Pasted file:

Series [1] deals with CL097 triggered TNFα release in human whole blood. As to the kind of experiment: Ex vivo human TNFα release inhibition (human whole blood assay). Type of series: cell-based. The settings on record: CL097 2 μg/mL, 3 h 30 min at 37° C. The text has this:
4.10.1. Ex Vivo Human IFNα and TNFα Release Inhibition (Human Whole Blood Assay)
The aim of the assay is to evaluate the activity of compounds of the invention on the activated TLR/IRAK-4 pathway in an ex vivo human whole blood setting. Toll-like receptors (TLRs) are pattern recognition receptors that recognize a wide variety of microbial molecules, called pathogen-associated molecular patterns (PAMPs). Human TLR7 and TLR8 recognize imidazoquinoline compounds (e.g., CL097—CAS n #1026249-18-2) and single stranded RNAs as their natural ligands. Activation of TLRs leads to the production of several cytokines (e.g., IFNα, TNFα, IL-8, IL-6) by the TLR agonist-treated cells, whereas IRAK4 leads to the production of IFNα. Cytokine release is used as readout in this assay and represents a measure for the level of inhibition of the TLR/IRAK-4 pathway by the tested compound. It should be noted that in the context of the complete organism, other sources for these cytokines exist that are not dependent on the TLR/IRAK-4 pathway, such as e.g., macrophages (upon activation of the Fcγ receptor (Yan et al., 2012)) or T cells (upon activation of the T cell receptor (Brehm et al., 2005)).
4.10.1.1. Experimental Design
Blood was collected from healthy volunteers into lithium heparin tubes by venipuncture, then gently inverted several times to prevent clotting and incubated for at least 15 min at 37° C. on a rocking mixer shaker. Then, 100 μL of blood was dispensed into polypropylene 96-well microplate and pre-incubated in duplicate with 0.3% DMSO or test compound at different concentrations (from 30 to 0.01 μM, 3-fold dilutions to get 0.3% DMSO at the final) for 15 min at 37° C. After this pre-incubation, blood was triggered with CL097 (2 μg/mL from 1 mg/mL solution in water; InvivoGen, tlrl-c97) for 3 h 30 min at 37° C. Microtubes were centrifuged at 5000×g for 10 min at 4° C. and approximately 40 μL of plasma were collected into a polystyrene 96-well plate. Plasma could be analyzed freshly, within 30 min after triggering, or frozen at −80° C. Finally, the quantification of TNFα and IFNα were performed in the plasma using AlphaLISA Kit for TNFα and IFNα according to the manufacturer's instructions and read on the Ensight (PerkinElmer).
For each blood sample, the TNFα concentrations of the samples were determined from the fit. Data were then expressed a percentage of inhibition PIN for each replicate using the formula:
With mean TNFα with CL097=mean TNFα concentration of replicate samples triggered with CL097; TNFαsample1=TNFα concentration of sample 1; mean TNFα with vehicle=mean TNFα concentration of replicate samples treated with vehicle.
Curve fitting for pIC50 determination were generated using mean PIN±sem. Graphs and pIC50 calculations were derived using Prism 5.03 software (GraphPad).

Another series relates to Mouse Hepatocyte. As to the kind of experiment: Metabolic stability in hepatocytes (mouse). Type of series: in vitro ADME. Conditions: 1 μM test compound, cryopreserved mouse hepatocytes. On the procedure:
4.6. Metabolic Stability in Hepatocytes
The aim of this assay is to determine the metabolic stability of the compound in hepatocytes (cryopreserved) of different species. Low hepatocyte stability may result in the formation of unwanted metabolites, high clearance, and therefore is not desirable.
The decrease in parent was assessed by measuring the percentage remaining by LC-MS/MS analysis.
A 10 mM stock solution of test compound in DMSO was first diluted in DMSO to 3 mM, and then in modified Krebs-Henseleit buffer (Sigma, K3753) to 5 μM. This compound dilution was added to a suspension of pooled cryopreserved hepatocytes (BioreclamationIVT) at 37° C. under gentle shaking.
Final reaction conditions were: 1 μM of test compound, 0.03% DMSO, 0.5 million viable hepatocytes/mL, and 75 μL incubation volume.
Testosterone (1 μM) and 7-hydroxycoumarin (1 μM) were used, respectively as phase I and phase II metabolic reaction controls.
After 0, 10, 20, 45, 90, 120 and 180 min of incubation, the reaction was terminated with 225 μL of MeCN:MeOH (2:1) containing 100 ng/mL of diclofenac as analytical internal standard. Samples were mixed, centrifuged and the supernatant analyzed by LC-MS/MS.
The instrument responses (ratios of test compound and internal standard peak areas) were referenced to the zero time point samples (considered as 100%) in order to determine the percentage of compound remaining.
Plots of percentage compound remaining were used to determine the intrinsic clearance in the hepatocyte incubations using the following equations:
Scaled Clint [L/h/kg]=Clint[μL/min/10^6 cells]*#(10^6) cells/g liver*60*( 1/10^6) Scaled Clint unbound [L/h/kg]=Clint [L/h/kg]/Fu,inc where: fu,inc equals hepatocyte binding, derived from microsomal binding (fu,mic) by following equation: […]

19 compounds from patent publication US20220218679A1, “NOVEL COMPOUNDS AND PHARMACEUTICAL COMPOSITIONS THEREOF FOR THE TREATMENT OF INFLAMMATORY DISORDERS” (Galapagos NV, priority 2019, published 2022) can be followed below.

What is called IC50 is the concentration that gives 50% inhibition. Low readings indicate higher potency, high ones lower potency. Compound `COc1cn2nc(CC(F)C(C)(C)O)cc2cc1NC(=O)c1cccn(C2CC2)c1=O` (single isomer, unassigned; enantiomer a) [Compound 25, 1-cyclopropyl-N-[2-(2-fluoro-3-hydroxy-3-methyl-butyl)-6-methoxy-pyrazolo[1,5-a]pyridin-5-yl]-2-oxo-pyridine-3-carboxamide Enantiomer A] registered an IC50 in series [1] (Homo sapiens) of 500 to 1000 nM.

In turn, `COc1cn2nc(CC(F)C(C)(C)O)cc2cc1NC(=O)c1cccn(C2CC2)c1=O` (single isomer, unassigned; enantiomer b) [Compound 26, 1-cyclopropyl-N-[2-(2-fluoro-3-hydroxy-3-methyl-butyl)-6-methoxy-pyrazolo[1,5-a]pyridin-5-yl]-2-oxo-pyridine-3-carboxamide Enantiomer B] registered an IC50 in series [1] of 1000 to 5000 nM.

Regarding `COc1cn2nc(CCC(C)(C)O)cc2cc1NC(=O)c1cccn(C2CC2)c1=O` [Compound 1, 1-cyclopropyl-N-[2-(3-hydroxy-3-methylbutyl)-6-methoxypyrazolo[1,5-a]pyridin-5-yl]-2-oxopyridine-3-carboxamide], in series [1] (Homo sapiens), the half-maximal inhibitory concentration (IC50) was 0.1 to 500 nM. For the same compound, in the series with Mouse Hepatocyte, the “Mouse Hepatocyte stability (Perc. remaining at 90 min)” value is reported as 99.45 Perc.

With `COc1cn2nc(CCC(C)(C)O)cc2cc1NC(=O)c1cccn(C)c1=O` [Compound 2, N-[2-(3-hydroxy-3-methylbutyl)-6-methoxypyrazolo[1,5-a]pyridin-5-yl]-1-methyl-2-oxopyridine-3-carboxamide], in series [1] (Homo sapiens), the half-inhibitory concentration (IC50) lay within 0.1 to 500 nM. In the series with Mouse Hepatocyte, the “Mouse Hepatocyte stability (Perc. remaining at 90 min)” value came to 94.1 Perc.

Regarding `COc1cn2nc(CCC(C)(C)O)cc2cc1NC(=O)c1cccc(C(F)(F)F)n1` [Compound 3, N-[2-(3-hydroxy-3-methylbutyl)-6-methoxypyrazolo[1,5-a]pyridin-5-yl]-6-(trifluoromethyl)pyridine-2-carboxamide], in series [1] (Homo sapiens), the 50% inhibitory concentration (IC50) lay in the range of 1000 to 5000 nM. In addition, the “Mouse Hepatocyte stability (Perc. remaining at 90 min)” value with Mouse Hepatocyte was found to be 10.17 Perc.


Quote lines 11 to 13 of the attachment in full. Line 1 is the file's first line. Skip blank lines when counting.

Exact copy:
The aim of this assay is to determine the metabolic stability of the compound in hepatocytes (cryopreserved) of different species. Low hepatocyte stability may result in the formation of unwanted metabolites, high clearance, and therefore is not desirable.
The decrease in parent was assessed by measuring the percentage remaining by LC-MS/MS analysis.
A 10 mM stock solution of test compound in DMSO was first diluted in DMSO to 3 mM, and then in modified Krebs-Henseleit buffer (Sigma, K3753) to 5 μM. This compound dilution was added to a suspension of pooled cryopreserved hepatocytes (BioreclamationIVT) at 37° C. under gentle shaking.